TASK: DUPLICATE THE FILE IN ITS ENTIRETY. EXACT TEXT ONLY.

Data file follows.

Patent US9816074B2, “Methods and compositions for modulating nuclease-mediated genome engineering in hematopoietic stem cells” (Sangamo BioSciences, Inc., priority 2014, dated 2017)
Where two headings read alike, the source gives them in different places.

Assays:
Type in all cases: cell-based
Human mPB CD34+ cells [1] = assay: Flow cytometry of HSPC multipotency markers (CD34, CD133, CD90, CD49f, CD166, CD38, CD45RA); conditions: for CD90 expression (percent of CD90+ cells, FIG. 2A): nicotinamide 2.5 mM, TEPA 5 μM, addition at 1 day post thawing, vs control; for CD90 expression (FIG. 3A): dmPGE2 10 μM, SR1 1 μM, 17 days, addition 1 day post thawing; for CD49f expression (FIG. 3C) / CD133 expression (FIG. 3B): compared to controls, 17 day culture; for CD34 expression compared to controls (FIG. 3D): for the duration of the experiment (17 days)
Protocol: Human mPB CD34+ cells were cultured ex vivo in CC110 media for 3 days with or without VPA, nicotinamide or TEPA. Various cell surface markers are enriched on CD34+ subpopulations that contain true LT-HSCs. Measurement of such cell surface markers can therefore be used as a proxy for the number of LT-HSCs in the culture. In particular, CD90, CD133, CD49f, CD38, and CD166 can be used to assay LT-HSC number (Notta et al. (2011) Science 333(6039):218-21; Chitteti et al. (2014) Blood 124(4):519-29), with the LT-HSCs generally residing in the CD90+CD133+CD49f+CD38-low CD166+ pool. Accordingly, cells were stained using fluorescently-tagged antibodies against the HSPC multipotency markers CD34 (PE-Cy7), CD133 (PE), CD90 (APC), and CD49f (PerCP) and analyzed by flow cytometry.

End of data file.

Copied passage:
Patent US9816074B2, “Methods and compositions for modulating nuclease-mediated genome engineering in hematopoietic stem cells” (Sangamo BioSciences, Inc., priority 2014, dated 2017)
Where two headings read alike, the source gives them in different places.

Assays:
Type in all cases: cell-based
Human mPB CD34+ cells [1] = assay: Flow cytometry of HSPC multipotency markers (CD34, CD133, CD90, CD49f, CD166, CD38, CD45RA); conditions: for CD90 expression (percent of CD90+ cells, FIG. 2A): nicotinamide 2.5 mM, TEPA 5 μM, addition at 1 day post thawing, vs control; for CD90 expression (FIG. 3A): dmPGE2 10 μM, SR1 1 μM, 17 days, addition 1 day post thawing; for CD49f expression (FIG. 3C) / CD133 expression (FIG. 3B): compared to controls, 17 day culture; for CD34 expression compared to controls (FIG. 3D): for the duration of the experiment (17 days)
Protocol: Human mPB CD34+ cells were cultured ex vivo in CC110 media for 3 days with or without VPA, nicotinamide or TEPA. Various cell surface markers are enriched on CD34+ subpopulations that contain true LT-HSCs. Measurement of such cell surface markers can therefore be used as a proxy for the number of LT-HSCs in the culture. In particular, CD90, CD133, CD49f, CD38, and CD166 can be used to assay LT-HSC number (Notta et al. (2011) Science 333(6039):218-21; Chitteti et al. (2014) Blood 124(4):519-29), with the LT-HSCs generally residing in the CD90+CD133+CD49f+CD38-low CD166+ pool. Accordingly, cells were stained using fluorescently-tagged antibodies against the HSPC multipotency markers CD34 (PE-Cy7), CD133 (PE), CD90 (APC), and CD49f (PerCP) and analyzed by flow cytometry.